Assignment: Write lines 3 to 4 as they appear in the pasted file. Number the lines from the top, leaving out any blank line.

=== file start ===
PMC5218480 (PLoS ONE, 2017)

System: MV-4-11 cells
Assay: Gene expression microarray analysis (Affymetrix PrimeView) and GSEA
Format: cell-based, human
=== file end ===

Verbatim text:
Assay: Gene expression microarray analysis (Affymetrix PrimeView) and GSEA
Format: cell-based, human